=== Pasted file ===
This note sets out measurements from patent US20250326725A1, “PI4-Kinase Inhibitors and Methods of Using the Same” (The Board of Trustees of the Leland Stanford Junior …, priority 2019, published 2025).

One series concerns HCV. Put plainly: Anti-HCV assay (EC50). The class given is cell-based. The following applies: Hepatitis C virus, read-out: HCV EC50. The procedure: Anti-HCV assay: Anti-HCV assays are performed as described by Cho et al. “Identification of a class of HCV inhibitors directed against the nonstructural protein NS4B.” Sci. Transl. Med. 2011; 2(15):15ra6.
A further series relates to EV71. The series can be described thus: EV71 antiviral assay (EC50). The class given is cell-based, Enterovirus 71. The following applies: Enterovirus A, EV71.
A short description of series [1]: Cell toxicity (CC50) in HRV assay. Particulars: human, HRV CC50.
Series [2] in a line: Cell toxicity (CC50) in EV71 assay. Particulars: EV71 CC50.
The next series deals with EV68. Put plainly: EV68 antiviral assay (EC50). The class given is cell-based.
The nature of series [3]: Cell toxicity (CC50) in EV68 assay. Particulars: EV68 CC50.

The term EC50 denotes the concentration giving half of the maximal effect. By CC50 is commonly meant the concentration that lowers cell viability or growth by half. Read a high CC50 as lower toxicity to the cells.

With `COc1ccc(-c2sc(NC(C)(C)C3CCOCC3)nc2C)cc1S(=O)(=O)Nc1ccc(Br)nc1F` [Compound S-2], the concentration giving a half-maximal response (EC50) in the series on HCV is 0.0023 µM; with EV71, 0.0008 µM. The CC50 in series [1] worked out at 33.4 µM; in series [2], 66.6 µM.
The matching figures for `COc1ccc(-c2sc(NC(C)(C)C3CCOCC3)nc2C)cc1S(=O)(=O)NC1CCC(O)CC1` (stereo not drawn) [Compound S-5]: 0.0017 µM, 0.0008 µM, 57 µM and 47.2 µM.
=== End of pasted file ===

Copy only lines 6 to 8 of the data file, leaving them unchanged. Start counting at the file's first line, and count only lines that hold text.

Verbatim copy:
The next series deals with EV68. Put plainly: EV68 antiviral assay (EC50). The class given is cell-based.
The nature of series [3]: Cell toxicity (CC50) in EV68 assay. Particulars: EV68 CC50.

The term EC50 denotes the concentration giving half of the maximal effect. By CC50 is commonly meant the concentration that lowers cell viability or growth by half. Read a high CC50 as lower toxicity to the cells.